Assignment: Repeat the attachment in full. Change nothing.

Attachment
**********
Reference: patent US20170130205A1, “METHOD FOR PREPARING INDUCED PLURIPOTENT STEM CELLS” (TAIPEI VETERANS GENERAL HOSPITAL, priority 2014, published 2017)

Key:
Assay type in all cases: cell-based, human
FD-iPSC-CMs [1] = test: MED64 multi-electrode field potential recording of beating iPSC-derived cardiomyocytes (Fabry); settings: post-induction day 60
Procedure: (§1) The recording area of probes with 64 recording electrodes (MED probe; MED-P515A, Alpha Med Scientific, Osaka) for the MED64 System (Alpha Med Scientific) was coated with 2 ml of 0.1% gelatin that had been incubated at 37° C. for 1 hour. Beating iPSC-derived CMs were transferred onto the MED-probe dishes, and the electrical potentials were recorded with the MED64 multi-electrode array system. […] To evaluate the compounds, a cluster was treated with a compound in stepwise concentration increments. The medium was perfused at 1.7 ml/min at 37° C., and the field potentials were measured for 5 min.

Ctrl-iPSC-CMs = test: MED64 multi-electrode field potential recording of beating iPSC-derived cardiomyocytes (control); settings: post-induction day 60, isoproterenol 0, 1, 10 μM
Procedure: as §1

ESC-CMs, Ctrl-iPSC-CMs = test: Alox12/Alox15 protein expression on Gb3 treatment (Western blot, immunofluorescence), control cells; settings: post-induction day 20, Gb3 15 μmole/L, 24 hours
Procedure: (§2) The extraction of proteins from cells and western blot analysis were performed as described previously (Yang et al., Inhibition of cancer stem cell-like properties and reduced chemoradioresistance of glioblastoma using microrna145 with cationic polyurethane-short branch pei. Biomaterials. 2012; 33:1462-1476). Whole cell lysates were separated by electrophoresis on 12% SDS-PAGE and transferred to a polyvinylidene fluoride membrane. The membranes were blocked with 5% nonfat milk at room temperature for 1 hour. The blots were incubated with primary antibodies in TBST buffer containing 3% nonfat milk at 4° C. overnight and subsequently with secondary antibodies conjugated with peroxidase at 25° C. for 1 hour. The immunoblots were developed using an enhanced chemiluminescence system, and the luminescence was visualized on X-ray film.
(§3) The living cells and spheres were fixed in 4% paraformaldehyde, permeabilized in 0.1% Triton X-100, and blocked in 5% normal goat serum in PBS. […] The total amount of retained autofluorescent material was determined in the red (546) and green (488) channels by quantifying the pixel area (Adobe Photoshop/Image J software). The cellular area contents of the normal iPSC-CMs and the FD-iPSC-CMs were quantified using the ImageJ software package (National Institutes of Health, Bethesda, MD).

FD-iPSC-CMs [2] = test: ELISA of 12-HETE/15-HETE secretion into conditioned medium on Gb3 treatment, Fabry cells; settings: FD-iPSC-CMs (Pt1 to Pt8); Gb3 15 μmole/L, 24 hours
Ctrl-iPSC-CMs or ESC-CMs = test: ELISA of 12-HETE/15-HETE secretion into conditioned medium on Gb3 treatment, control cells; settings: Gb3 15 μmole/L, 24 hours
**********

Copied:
Reference: patent US20170130205A1, “METHOD FOR PREPARING INDUCED PLURIPOTENT STEM CELLS” (TAIPEI VETERANS GENERAL HOSPITAL, priority 2014, published 2017)

Key:
Assay type in all cases: cell-based, human
FD-iPSC-CMs [1] = test: MED64 multi-electrode field potential recording of beating iPSC-derived cardiomyocytes (Fabry); settings: post-induction day 60
Procedure: (§1) The recording area of probes with 64 recording electrodes (MED probe; MED-P515A, Alpha Med Scientific, Osaka) for the MED64 System (Alpha Med Scientific) was coated with 2 ml of 0.1% gelatin that had been incubated at 37° C. for 1 hour. Beating iPSC-derived CMs were transferred onto the MED-probe dishes, and the electrical potentials were recorded with the MED64 multi-electrode array system. […] To evaluate the compounds, a cluster was treated with a compound in stepwise concentration increments. The medium was perfused at 1.7 ml/min at 37° C., and the field potentials were measured for 5 min.

Ctrl-iPSC-CMs = test: MED64 multi-electrode field potential recording of beating iPSC-derived cardiomyocytes (control); settings: post-induction day 60, isoproterenol 0, 1, 10 μM
Procedure: as §1

ESC-CMs, Ctrl-iPSC-CMs = test: Alox12/Alox15 protein expression on Gb3 treatment (Western blot, immunofluorescence), control cells; settings: post-induction day 20, Gb3 15 μmole/L, 24 hours
Procedure: (§2) The extraction of proteins from cells and western blot analysis were performed as described previously (Yang et al., Inhibition of cancer stem cell-like properties and reduced chemoradioresistance of glioblastoma using microrna145 with cationic polyurethane-short branch pei. Biomaterials. 2012; 33:1462-1476). Whole cell lysates were separated by electrophoresis on 12% SDS-PAGE and transferred to a polyvinylidene fluoride membrane. The membranes were blocked with 5% nonfat milk at room temperature for 1 hour. The blots were incubated with primary antibodies in TBST buffer containing 3% nonfat milk at 4° C. overnight and subsequently with secondary antibodies conjugated with peroxidase at 25° C. for 1 hour. The immunoblots were developed using an enhanced chemiluminescence system, and the luminescence was visualized on X-ray film.
(§3) The living cells and spheres were fixed in 4% paraformaldehyde, permeabilized in 0.1% Triton X-100, and blocked in 5% normal goat serum in PBS. […] The total amount of retained autofluorescent material was determined in the red (546) and green (488) channels by quantifying the pixel area (Adobe Photoshop/Image J software). The cellular area contents of the normal iPSC-CMs and the FD-iPSC-CMs were quantified using the ImageJ software package (National Institutes of Health, Bethesda, MD).

FD-iPSC-CMs [2] = test: ELISA of 12-HETE/15-HETE secretion into conditioned medium on Gb3 treatment, Fabry cells; settings: FD-iPSC-CMs (Pt1 to Pt8); Gb3 15 μmole/L, 24 hours
Ctrl-iPSC-CMs or ESC-CMs = test: ELISA of 12-HETE/15-HETE secretion into conditioned medium on Gb3 treatment, control cells; settings: Gb3 15 μmole/L, 24 hours